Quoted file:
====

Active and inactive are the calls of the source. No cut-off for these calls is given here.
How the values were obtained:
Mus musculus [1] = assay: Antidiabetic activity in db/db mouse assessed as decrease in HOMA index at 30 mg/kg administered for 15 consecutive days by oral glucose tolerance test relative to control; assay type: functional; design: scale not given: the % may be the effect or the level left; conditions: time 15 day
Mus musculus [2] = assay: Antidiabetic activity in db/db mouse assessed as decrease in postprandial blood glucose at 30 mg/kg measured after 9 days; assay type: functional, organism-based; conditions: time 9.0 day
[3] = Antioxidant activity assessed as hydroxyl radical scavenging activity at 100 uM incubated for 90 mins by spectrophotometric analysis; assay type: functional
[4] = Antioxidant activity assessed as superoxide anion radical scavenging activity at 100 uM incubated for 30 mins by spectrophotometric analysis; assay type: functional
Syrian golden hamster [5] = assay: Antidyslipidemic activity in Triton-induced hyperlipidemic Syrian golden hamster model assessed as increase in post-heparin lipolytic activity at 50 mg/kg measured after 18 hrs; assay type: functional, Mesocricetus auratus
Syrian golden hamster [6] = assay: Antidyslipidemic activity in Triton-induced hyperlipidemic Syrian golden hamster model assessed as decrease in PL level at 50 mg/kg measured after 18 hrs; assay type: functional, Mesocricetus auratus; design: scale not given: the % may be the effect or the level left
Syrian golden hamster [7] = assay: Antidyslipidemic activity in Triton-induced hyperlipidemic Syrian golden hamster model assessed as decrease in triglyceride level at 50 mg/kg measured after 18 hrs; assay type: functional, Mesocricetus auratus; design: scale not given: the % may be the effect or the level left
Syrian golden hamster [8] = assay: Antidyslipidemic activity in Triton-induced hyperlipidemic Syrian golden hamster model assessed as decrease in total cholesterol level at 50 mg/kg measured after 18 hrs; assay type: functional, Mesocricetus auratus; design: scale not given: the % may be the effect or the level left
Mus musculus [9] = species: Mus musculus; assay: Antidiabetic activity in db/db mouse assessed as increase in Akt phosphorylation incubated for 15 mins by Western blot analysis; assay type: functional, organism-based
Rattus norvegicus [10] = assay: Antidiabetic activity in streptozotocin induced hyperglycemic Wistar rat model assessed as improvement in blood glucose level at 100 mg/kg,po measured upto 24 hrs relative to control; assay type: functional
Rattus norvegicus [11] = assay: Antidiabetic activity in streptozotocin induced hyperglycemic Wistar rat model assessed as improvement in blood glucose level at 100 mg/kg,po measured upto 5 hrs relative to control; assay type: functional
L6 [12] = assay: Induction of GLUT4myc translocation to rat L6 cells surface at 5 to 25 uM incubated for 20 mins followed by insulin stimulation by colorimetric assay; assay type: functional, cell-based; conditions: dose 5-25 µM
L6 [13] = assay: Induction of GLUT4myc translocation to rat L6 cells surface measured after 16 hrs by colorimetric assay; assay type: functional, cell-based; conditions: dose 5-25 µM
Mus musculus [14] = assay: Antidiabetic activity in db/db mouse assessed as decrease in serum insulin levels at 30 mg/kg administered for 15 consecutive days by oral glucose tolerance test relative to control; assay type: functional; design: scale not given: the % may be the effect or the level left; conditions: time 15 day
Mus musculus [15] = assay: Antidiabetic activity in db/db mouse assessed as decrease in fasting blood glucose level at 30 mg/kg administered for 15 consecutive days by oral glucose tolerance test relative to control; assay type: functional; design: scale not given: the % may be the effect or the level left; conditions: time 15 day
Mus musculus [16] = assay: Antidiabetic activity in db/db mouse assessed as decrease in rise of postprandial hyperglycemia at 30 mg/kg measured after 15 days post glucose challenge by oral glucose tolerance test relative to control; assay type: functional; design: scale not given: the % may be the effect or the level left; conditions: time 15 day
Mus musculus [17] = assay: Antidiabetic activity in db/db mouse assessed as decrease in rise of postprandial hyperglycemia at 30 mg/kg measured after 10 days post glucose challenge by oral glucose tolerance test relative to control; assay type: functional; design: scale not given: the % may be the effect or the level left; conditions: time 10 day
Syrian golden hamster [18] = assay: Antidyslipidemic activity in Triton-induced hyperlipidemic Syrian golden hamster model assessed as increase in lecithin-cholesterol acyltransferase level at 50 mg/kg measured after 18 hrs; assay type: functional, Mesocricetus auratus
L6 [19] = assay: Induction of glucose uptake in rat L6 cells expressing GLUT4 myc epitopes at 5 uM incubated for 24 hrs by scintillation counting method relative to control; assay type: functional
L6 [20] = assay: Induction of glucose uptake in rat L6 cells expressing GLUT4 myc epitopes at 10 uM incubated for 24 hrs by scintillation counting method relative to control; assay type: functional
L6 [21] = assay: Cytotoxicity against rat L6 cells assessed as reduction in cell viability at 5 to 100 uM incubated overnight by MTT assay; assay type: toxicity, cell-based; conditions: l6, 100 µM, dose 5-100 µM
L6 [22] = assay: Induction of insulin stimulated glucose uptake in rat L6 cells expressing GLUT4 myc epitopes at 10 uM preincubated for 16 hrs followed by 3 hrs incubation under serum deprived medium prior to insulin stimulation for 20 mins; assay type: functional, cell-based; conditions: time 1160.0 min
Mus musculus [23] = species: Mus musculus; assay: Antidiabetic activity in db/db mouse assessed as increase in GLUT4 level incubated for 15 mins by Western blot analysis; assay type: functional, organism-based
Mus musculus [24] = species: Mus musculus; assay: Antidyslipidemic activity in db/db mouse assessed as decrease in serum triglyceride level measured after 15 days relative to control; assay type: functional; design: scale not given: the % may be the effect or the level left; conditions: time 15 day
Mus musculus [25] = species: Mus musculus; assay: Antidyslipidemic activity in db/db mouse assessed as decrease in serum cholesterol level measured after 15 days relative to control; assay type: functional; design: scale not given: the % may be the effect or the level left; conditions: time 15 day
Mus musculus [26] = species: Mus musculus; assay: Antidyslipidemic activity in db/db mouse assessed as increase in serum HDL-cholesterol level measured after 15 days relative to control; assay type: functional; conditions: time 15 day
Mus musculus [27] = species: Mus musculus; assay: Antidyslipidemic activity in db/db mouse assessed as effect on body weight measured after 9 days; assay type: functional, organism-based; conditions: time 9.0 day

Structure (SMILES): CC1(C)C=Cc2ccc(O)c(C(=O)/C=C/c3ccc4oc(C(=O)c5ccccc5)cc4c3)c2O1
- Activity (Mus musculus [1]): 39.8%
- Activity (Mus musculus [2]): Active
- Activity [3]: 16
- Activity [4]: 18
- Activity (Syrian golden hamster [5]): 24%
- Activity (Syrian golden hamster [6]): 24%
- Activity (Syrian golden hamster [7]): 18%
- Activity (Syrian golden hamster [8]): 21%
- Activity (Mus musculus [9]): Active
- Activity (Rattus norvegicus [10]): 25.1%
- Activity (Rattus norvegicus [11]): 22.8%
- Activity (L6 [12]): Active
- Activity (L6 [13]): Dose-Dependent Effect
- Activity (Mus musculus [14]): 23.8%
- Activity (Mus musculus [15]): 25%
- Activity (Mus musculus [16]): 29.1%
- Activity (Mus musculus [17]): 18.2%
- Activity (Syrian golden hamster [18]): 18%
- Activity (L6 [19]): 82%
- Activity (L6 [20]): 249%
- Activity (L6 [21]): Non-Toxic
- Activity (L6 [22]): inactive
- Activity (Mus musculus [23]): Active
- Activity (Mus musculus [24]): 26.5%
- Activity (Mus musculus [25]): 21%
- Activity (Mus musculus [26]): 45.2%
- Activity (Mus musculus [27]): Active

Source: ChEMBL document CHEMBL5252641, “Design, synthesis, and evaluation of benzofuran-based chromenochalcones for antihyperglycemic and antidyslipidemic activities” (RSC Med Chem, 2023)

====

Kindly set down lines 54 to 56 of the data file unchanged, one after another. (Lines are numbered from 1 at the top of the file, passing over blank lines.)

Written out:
- Activity (Mus musculus [24]): 26.5%
- Activity (Mus musculus [25]): 21%
- Activity (Mus musculus [26]): 45.2%